Tuesday, December 18, 2012

Moving on but never letting go

I sense a subtle shift in mood in the media, maybe even in the people now that Newtown is five days behind us and the absolute shock is wearing off. We have too often grieved over tragedies for a few days, while they were prominent in the media, and then moved on. This time is different. We will never ever forget the children of Sandy Hook, but we are moving on. The media is beginning, slowly of course, to cover other subjects, and the national mood is turning toward dealing with the issues raised by this tragedy.
I read that Senator Diane Feinstein intends to introduce a bill on the first day of the legislative session proposing banning assault rifles and large magazine clips (I may not even get the terminology right here). Some conservatives are also proposing sensible gun control measures, including restoring the ban on assault rifles which Congrees, to their shame, let expire without action.
There is also a lot of attention being paid to mental health. The letter known as "I am Adam Lanza's mother" has gone viral on the internet and the author appeared on the TODAY show. She emphasized the helplessness of families, a feeling I'm sure Nancy Lanza knew only too well as she tried to deal with her disturbed son. Perhaps her mistake (in addition to stockpiling weapons) was to keep her trials a secret. One of the lessons we must learn is to wash away the stigma of mental health. We cannot deal with what is hidden in the closet.
Another facet of the whole problem is raising its head--the violence that pervades our culture on TV and in the movies. I see it in some of my grandchildren who accept violence as a part of life. Too often, on cartoons, they see people shot, fall down, only to rise again. Censorship is an ugly word; self-censorship is strength, but profit and greed too often rules the day.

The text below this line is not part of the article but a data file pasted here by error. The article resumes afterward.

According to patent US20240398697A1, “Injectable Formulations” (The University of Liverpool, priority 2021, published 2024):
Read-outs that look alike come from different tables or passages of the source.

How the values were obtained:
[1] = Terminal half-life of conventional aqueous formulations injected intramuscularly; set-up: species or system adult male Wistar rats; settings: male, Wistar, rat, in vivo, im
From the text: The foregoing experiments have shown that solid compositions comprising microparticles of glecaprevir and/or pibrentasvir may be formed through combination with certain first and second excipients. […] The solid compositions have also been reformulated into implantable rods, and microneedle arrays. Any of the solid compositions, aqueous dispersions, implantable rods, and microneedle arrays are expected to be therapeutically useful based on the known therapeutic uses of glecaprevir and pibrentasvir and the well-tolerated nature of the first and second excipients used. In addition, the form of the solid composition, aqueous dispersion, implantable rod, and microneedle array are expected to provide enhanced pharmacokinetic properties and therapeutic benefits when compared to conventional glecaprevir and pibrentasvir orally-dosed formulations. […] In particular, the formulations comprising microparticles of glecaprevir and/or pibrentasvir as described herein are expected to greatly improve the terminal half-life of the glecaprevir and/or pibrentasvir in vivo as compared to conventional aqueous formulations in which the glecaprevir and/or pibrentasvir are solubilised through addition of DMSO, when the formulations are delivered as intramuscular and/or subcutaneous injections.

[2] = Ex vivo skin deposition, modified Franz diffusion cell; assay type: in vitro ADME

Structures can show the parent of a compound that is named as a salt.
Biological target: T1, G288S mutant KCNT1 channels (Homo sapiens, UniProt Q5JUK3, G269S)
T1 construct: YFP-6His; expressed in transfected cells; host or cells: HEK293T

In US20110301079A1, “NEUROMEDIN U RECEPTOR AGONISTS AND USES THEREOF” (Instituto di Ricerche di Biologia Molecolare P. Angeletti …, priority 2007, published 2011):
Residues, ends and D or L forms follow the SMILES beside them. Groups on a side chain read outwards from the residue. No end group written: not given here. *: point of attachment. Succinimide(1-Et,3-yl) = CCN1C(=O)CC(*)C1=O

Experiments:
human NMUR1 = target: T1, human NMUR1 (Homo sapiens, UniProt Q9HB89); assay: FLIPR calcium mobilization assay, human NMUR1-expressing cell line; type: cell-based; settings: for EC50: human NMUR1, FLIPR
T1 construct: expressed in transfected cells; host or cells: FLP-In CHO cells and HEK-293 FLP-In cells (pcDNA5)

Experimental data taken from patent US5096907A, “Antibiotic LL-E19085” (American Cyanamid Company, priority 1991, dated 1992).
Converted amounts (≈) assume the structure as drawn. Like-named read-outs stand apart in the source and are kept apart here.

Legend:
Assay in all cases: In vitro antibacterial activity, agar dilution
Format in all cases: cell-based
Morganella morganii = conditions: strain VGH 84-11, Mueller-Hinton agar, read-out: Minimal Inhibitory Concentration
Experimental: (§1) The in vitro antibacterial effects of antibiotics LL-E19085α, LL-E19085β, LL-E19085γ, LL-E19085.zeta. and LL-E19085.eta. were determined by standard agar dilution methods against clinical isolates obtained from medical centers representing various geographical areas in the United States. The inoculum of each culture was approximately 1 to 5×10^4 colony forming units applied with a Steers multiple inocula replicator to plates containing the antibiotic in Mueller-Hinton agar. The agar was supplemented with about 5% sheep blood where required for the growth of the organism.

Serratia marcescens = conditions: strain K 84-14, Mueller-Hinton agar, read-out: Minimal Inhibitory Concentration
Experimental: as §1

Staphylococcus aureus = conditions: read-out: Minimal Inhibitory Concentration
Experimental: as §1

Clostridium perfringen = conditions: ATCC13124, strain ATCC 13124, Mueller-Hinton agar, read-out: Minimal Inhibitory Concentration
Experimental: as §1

Of course the past weekend brought out the worst in some people, like the Texas legislator (of course it would be Texas) who proclaimed that what we need is more guns and the people who advocate arming teachers. And then there's the appalling story of a man who said on Sunday, "Get the nigger off TV. We wanat to watch football," when major networks pre-empted programming to show President Obama's talk in Newton. I hope that story isi apocryphal but probably it illustrates that deep vein of hatred that runs throughout our nation.
No, we will never forget but we are beginning to work together toward healing by taking action. I so hope I am not wrong in saying this time we really will look at ourselves as a nation.

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